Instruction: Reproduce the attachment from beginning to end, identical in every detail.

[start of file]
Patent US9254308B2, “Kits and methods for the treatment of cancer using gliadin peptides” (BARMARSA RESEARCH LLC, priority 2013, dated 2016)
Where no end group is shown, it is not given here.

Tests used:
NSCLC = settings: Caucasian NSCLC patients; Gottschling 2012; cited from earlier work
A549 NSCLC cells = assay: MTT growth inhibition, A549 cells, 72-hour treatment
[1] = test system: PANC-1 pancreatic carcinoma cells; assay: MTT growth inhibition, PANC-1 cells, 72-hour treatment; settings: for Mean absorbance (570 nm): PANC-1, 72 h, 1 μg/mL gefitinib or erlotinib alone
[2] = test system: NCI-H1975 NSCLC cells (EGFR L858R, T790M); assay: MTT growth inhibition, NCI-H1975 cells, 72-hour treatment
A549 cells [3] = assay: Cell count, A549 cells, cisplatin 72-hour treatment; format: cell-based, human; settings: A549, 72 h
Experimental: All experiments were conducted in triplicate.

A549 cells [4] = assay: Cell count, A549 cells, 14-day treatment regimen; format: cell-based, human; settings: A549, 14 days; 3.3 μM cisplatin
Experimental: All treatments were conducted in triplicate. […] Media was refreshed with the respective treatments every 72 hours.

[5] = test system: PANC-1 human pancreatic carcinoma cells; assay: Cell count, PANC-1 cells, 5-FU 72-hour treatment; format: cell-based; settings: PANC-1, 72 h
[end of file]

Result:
Patent US9254308B2, “Kits and methods for the treatment of cancer using gliadin peptides” (BARMARSA RESEARCH LLC, priority 2013, dated 2016)
Where no end group is shown, it is not given here.

Tests used:
NSCLC = settings: Caucasian NSCLC patients; Gottschling 2012; cited from earlier work
A549 NSCLC cells = assay: MTT growth inhibition, A549 cells, 72-hour treatment
[1] = test system: PANC-1 pancreatic carcinoma cells; assay: MTT growth inhibition, PANC-1 cells, 72-hour treatment; settings: for Mean absorbance (570 nm): PANC-1, 72 h, 1 μg/mL gefitinib or erlotinib alone
[2] = test system: NCI-H1975 NSCLC cells (EGFR L858R, T790M); assay: MTT growth inhibition, NCI-H1975 cells, 72-hour treatment
A549 cells [3] = assay: Cell count, A549 cells, cisplatin 72-hour treatment; format: cell-based, human; settings: A549, 72 h
Experimental: All experiments were conducted in triplicate.

A549 cells [4] = assay: Cell count, A549 cells, 14-day treatment regimen; format: cell-based, human; settings: A549, 14 days; 3.3 μM cisplatin
Experimental: All treatments were conducted in triplicate. […] Media was refreshed with the respective treatments every 72 hours.

[5] = test system: PANC-1 human pancreatic carcinoma cells; assay: Cell count, PANC-1 cells, 5-FU 72-hour treatment; format: cell-based; settings: PANC-1, 72 h